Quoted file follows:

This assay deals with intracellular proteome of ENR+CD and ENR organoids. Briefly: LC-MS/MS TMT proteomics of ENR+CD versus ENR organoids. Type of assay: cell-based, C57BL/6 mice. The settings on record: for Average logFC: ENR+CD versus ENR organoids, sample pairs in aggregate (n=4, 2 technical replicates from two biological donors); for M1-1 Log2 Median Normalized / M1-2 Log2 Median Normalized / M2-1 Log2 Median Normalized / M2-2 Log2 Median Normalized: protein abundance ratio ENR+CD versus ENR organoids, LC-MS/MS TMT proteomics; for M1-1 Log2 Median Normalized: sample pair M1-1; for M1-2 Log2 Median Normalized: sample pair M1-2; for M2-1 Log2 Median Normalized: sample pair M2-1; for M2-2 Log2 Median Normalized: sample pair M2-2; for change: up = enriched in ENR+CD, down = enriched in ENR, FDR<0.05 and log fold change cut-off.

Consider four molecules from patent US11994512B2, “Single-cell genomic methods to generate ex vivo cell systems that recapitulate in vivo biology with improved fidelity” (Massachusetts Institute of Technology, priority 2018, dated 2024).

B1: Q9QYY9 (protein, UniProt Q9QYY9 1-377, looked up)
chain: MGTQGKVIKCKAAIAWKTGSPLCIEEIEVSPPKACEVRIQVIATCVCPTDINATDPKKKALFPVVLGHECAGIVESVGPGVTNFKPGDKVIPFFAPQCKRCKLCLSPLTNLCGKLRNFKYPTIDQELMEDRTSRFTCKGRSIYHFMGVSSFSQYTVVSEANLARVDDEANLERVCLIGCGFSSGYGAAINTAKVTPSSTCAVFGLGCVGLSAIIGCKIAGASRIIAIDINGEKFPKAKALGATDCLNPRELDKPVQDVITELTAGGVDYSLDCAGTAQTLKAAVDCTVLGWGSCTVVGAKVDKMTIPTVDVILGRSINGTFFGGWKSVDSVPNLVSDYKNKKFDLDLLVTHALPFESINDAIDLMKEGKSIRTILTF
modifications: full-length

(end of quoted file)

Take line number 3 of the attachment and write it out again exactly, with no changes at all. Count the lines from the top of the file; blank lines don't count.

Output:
B1: Q9QYY9 (protein, UniProt Q9QYY9 1-377, looked up)